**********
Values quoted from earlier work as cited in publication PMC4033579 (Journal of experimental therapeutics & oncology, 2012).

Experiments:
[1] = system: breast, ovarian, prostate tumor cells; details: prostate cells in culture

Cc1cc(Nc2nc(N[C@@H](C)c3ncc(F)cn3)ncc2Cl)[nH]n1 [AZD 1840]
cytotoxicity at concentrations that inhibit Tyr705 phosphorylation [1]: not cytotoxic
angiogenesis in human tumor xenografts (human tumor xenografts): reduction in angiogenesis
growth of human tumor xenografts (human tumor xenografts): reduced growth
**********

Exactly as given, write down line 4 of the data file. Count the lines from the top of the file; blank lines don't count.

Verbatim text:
Cc1cc(Nc2nc(N[C@@H](C)c3ncc(F)cn3)ncc2Cl)[nH]n1 [AZD 1840]